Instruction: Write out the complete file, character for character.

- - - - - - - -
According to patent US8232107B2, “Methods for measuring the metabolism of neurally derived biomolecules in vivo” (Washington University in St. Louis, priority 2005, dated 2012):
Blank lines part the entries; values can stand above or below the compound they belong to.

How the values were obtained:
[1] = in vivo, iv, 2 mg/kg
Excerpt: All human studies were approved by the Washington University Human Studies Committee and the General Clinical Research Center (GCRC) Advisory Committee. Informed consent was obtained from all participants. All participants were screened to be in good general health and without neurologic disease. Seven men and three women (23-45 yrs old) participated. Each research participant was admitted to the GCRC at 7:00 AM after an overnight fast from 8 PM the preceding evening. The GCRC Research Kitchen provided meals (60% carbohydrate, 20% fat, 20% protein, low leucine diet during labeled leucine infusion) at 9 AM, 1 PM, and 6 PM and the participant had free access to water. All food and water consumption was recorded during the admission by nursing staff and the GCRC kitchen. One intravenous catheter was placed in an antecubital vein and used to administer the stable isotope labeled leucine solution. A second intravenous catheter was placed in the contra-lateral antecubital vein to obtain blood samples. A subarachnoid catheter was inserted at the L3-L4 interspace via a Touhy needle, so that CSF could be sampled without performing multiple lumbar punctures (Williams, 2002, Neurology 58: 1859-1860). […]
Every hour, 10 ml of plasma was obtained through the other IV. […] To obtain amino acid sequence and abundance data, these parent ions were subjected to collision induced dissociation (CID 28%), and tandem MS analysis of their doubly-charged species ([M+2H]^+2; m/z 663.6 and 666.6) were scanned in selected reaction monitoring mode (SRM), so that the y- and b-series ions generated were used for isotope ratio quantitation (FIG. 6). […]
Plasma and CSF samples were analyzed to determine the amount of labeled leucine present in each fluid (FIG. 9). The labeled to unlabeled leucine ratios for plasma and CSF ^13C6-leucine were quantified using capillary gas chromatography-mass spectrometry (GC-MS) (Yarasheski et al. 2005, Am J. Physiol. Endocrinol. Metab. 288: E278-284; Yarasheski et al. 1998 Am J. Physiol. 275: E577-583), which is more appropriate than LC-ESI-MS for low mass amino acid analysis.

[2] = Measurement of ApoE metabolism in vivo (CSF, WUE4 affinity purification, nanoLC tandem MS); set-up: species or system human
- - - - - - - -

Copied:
According to patent US8232107B2, “Methods for measuring the metabolism of neurally derived biomolecules in vivo” (Washington University in St. Louis, priority 2005, dated 2012):
Blank lines part the entries; values can stand above or below the compound they belong to.

How the values were obtained:
[1] = in vivo, iv, 2 mg/kg
Excerpt: All human studies were approved by the Washington University Human Studies Committee and the General Clinical Research Center (GCRC) Advisory Committee. Informed consent was obtained from all participants. All participants were screened to be in good general health and without neurologic disease. Seven men and three women (23-45 yrs old) participated. Each research participant was admitted to the GCRC at 7:00 AM after an overnight fast from 8 PM the preceding evening. The GCRC Research Kitchen provided meals (60% carbohydrate, 20% fat, 20% protein, low leucine diet during labeled leucine infusion) at 9 AM, 1 PM, and 6 PM and the participant had free access to water. All food and water consumption was recorded during the admission by nursing staff and the GCRC kitchen. One intravenous catheter was placed in an antecubital vein and used to administer the stable isotope labeled leucine solution. A second intravenous catheter was placed in the contra-lateral antecubital vein to obtain blood samples. A subarachnoid catheter was inserted at the L3-L4 interspace via a Touhy needle, so that CSF could be sampled without performing multiple lumbar punctures (Williams, 2002, Neurology 58: 1859-1860). […]
Every hour, 10 ml of plasma was obtained through the other IV. […] To obtain amino acid sequence and abundance data, these parent ions were subjected to collision induced dissociation (CID 28%), and tandem MS analysis of their doubly-charged species ([M+2H]^+2; m/z 663.6 and 666.6) were scanned in selected reaction monitoring mode (SRM), so that the y- and b-series ions generated were used for isotope ratio quantitation (FIG. 6). […]
Plasma and CSF samples were analyzed to determine the amount of labeled leucine present in each fluid (FIG. 9). The labeled to unlabeled leucine ratios for plasma and CSF ^13C6-leucine were quantified using capillary gas chromatography-mass spectrometry (GC-MS) (Yarasheski et al. 2005, Am J. Physiol. Endocrinol. Metab. 288: E278-284; Yarasheski et al. 1998 Am J. Physiol. 275: E577-583), which is more appropriate than LC-ESI-MS for low mass amino acid analysis.

[2] = Measurement of ApoE metabolism in vivo (CSF, WUE4 affinity purification, nanoLC tandem MS); set-up: species or system human